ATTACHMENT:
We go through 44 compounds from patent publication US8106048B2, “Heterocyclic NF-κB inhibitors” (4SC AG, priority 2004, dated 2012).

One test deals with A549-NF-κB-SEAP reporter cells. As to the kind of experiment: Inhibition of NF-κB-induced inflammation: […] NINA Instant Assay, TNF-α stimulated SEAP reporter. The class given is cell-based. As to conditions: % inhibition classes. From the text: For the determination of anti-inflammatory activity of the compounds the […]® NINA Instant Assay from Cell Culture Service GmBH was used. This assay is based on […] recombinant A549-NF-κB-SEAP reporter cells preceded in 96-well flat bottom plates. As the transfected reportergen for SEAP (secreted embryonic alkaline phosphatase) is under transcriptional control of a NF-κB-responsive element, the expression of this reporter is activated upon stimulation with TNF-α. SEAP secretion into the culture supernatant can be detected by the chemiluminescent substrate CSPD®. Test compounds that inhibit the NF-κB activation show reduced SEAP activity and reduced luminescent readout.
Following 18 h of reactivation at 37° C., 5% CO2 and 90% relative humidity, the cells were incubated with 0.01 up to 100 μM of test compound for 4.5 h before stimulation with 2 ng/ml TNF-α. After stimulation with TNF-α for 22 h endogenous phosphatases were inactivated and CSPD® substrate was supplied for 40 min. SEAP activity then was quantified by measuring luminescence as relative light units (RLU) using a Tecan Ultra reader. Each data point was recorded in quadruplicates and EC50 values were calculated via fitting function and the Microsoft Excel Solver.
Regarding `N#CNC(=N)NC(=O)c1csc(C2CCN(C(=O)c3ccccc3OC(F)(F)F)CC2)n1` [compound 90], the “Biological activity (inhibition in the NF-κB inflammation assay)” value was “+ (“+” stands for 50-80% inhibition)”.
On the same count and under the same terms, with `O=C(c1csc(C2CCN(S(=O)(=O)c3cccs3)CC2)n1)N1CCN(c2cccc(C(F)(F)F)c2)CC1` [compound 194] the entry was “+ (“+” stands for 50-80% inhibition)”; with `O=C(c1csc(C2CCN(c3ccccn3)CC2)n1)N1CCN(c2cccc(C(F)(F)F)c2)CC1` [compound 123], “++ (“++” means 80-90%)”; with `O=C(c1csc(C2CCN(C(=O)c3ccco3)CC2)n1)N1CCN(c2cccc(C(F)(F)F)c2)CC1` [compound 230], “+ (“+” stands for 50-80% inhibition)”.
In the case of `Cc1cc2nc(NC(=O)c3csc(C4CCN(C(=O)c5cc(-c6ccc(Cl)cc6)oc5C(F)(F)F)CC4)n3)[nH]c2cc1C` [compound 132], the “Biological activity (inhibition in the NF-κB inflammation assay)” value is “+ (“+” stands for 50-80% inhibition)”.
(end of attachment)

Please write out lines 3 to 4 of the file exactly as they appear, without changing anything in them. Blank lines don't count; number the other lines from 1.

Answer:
Following 18 h of reactivation at 37° C., 5% CO2 and 90% relative humidity, the cells were incubated with 0.01 up to 100 μM of test compound for 4.5 h before stimulation with 2 ng/ml TNF-α. After stimulation with TNF-α for 22 h endogenous phosphatases were inactivated and CSPD® substrate was supplied for 40 min. SEAP activity then was quantified by measuring luminescence as relative light units (RLU) using a Tecan Ultra reader. Each data point was recorded in quadruplicates and EC50 values were calculated via fitting function and the Microsoft Excel Solver.
Regarding `N#CNC(=N)NC(=O)c1csc(C2CCN(C(=O)c3ccccc3OC(F)(F)F)CC2)n1` [compound 90], the “Biological activity (inhibition in the NF-κB inflammation assay)” value was “+ (“+” stands for 50-80% inhibition)”.